Even today, it still surprises me that some people have a preconceived assumption about the work of baggage handlers in airports. The presumption is that, below ground, luggage is somehow thrown around in a haphazard way, with no regard for its destination or contents. In fact, the reality couldn’t be more different.
At a time when passenger numbers are growing faster than ever, there’s increasing pressure on airports to maintain high performance levels when it comes to baggage. Creating a safe, ergonomic environment for staff is also high on the agenda.
The image of careless baggage handling is outdated and simply not realistic. If anything, the aviation industry is demanding innovative solutions to improve its performance when it comes to flight make-up environments.
That’s why we developed our manual loading aid – STACK@EASE
– with the aim of putting people’s wellbeing first. This mainly applies to ergonomics, with the intention of reducing the risk of baggage handlers suffering long-term injuries.
A weighty challenge
In general, flight make-up is one of the toughest spots in the baggage system, with items sometimes weighing up to 50kg. STACK@EASE is highly flexible and allows operators to load containers (ULDs) productively. It also minimises their physical workload, which significantly reduces the risk of injury.
A number of alternative lifting aids exist, for example vacuum systems. These use a vacuum tube that grips and lifts the bag. One of the main disadvantages of this technology is that it only requires one arm to operate. This means that users will always favour their stronger arm, which puts asymmetrical stress on one side of the body.
In addition, the vacuum system is not effective in dealing with all bag types. Certain pieces of luggage will simply drop off and fall to the ground! Other alternatives include hooks that descend from the ceiling, but these can also cause unwanted damage to bags by removing straps and handles.
What we have found is that other baggage loading systems might be equally fast, but often lack the precision of STACK@EASE.
Airports of all sizes have different requirements when it comes to improving their flight make-up operations. However, despite the different technologies on offer, one challenge remains above all others: getting operators to embrace – and use – manual loading aids.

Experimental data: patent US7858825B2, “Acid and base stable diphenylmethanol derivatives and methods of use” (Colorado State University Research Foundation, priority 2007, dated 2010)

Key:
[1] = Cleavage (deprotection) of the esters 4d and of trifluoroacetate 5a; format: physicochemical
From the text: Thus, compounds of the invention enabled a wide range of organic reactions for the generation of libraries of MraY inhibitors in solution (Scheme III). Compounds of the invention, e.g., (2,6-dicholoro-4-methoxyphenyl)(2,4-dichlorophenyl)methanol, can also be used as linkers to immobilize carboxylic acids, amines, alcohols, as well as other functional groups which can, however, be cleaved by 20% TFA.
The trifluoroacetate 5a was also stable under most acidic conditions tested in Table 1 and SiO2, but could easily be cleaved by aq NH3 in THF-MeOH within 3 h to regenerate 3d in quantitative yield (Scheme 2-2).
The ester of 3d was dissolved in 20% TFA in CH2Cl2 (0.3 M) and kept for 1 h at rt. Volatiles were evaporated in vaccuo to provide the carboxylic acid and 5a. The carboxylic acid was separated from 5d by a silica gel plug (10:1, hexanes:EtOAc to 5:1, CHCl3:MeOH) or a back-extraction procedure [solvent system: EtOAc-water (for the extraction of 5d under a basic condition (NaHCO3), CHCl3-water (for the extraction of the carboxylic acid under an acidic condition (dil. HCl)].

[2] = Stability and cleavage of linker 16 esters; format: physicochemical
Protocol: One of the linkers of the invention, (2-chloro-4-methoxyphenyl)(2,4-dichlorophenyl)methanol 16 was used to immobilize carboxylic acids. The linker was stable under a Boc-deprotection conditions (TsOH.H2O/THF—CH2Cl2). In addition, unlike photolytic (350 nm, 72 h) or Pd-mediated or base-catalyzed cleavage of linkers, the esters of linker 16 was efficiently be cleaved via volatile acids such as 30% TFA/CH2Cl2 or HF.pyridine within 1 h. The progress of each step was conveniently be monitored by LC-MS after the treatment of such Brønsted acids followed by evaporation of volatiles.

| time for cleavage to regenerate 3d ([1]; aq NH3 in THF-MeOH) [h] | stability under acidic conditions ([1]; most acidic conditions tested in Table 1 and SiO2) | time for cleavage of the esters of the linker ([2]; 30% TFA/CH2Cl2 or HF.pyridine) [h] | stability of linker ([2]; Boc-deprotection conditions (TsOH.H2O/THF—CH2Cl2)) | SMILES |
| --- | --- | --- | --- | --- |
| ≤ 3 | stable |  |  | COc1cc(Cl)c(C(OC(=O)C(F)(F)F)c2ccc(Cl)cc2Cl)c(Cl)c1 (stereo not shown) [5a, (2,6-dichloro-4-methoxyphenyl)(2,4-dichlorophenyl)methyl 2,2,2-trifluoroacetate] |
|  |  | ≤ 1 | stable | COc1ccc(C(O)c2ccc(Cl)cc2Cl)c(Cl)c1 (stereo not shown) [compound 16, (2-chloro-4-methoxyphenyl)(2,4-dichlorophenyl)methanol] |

This is especially true when operators have been used to working in a specific way for many years. I appreciate that, for anyone in any line of work, it can be uncomfortable to do things differently. Reverting to old ways is often inevitable. In the aviation industry, I believe we’re on the cusp of a culture change, but this won’t happen overnight.
Recently, we created a unique solution for Hong Kong International Airport. The use of integrated RFID greatly speeds up the process, enhances the reading accuracy and encourages operators to use STACK@EASE.
It enables ground handlers to easily load baggage from the laterals to the containers safely, with minimal effort. This reduces the risk of strain and other injuries, and has a long-term benefit on a handler’s wellbeing.
Having more women working in the baggage hall has also been an unexpected benefit for Hong Kong. The expansion of the labour pool is one of the additional – and unforeseen – advantages of having introduced STACK@EASE.
Continued dialogue with airports
Although we’re happy with our progress so far, we want to continuously improve the functionality of STACK@EASE in our User Experience (UX) department. As market demands increase, I believe STACK@EASE will become even lighter and easier to use in dynamic situations. After all, making it smoother will save operators even more energy.
What I like about STACK@EASE is that it also aligns with Vanderlande’s own vision on sustainability. We not only take care of our own people but also our customers, for whom we want to continually add value.
I would challenge airports to join us in a dialogue about STACK@EASE, because every site is unique. They can help us to develop our technologies even further so that we can continue to deliver the best possible baggage handling solutions.
Download the case study
Would you like to read more about the use of STACK@EASE? Download our case study of Hong Kong International Airport where STACK@EASE recently has been implemented.